Isaac Asimov’s “Nightfall,” while not his personal favorite, is certainly the most revered and famous of his short work and an acknowledged classic of the genre. (Asimov, writing in 1980,  admits he had written better, and that “Nightfall,” in his view, had “serious flaws and crudities as far as writing style is concerned.”) It was his 16th published story, written in March of 1941, when he was but 21 ¼ years old. It saw print in the September 1941 issue of Astounding Science Fiction, and was both the first time one of his stories was featured as the lead story in an SF magazine, and the first time one of his stories got the cover. For the young Asimov this “was a milestone” and changed his career forever.

It was voted the best SF story of all time by the Science Fiction and Fantasy Writers of America, for their 1970 anthology The Science Fiction Hall of Fame, edited by Robert Silverberg. To say anything of it here would be to spoil it for those who’ve never had the pleasure of reading it for the first time. Read “Nightfall” to appreciate what Robert Reed has done with the concept in his “Night Calls.”

"At Sixes and Sevens" by Carol Emshwiller tells the sad story of an older husband and wife living next door to a strange little girl and her even stranger father in what seems to be a rural community (there are goats, cows, a barn, etc.). When the father dies, the shy little girl is left to fend for herself. Her rather solitary, odd behavior (she talks to herself) as she tends her small garden leads the wife to believe the little girl, Iris, may be a witch. When Iris breaks her leg, the elderly couple take her to the hospital, and during her convalescence begin to frequent her house (replete with cat) more and more. The story is told from the point of view of the skeptical, suspicious wife, who gradually convinces herself that Iris is indeed a witch, and the cat is out to get her.

Her self-delusional descent (or is it a delusion?) into seeming madness ends with her making up spells, chanting gibberish, and dancing around under the moon in attempts to rid herself of the cat and the girl, who she is now convinced is trying to steal her old man. The denouement reveals the truth. Or does it? Is it the wife’s maniacal obsession, her hopping around in the moonlight, and her invented gibberish the cause of what happens at story’s end? Or is the little girl really a witch, fighting back quietly and with much stealth, turning her own hidden skills on the one out to harm her?

And for something else to ponder in this understated gallimaufry of a tale, kindly consider this:  is it a dead-on certainty that Iris is a shy little girl or a witch, or something else?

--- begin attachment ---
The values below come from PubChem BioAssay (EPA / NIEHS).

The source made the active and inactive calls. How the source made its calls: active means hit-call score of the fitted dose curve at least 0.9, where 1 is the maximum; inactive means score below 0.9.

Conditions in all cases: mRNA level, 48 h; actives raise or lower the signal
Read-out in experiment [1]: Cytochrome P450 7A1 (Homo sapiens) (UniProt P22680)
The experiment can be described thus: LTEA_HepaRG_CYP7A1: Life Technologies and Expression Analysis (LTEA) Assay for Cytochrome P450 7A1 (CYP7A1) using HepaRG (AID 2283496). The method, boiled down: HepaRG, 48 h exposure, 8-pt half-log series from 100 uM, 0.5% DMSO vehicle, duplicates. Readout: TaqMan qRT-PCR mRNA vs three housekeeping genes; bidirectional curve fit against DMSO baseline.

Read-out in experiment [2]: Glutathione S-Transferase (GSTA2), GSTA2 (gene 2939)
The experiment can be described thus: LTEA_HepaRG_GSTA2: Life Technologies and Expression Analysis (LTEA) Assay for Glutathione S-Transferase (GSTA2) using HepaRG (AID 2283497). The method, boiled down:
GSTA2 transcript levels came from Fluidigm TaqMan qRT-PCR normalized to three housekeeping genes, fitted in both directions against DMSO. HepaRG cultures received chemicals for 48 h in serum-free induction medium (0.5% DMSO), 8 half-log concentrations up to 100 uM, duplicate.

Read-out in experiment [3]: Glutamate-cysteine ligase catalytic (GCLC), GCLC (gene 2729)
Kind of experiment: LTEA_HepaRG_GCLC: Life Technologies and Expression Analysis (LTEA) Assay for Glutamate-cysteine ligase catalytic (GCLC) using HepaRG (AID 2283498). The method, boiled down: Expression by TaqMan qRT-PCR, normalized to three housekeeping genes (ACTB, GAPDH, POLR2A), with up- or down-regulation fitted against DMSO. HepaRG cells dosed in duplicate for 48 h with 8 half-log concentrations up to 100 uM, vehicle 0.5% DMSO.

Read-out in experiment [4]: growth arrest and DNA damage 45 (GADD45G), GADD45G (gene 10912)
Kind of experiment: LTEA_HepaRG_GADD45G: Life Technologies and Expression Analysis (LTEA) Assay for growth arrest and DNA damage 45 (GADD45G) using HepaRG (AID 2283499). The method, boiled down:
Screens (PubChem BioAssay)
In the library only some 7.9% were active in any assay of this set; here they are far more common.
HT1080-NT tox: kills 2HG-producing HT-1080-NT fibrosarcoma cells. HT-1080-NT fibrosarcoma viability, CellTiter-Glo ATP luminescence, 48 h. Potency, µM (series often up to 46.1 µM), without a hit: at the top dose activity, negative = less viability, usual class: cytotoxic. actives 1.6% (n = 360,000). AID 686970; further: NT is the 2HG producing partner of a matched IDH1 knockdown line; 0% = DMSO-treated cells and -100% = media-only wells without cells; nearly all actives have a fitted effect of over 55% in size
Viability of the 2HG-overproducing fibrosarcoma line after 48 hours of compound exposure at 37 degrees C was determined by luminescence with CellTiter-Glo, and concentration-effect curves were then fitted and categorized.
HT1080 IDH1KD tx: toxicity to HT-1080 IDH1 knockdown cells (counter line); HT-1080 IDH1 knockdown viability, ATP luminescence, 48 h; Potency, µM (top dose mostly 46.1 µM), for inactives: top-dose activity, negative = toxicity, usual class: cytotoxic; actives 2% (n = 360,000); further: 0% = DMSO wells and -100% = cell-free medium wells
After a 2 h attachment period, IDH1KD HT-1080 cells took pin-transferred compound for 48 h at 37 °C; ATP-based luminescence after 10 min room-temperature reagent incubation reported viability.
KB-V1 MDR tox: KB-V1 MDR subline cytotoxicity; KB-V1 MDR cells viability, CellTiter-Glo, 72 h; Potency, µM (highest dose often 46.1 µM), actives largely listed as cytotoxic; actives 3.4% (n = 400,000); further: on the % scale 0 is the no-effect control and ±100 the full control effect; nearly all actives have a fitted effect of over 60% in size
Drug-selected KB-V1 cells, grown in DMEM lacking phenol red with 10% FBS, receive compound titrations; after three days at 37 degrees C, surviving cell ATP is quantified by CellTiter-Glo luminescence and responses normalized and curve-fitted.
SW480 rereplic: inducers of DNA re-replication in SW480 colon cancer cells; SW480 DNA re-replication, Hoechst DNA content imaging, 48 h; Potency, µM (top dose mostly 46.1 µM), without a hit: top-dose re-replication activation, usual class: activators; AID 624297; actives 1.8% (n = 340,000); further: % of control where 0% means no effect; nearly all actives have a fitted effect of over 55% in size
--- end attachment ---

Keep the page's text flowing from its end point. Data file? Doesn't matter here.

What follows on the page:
Clues giving partial credence to any one of these interpretations and uncertainties are introduced through casually described observation—as seen through the wife’s eyes—thus making story tension revolve around the wife’s unreliable narrator role. How much of what the story gives the reader through the wife’s thoughts and eyes is real? What, and how much, are we to believe? For those who might opine that they saw the ending coming, I offer to them that this short story isn’t as much about what happens as it is who causes it to happen. "At Sixes and Sevens" is an elegantly nuanced tale, carefully crafted, and we can with a great degree of certainty guarantee it will find its way into at least one of next year’s fantasy Best Of anthologies.

"Paid in Full" by Susan Forest tells of two um…bug farmers on another world, and the giant gnats which, depending on their kind (Dark/good or White/bad), lay eggs which are nourished by the aphids and then sold, or are the rogue and deadly variety which appear at dark and kill everything they can in their feeding frenzy. One of the farmers has hit hard times and asks a favor of the other, who is forever repaying the former for a long ago debt. But now the debt has been repaid in full, and the first farmer is still extremely ungrateful (his friend has just saved his life). The story is a lesson in learning when to let go of a debt repaid when one learns that one is being taken advantage of. The gnat/aphid symbiosis, and how the eventual product is processed for profit is entertaining, as is the scene of the night terror a swarm of the deadly, blood-sucking White gnats wreaks on the terrified farmers.

"Debatable Lands" by Liz Williams reads like a medieval or dark age fantasy but winds up with sufficient evidence to render it definitely SF. The young warrior and his mother, Whiteshadow, have been taken in years ago by the local high-king. While exploring the surrounding swamp the young warrior, Curlew, comes upon a terrifying beast. Following his report to the high-king, and several attempts by others to capture or kill the monster that have ended in their deaths, the father of one of the slain youths claims the swampland in recompense for his son’s death—which is his right. Yet the land belongs to Whiteshadow and she wishes to keep it.

Why the angry father would claim such a wasteland is a mystery. Why the witch Whiteshadow does not wish to let go the wasteland is a mystery. The nature of the beast is a mystery as well, for the wasteland is where it dwells, ravaging the countryside for human flesh and able to change its spike-laden form at will. Is the high-king’s soothsayer’s vision correct when he relates of times past and dragons in the land? Or is there yet another secret about the beast and the swamp worth dying for, or for retaining as one’s own?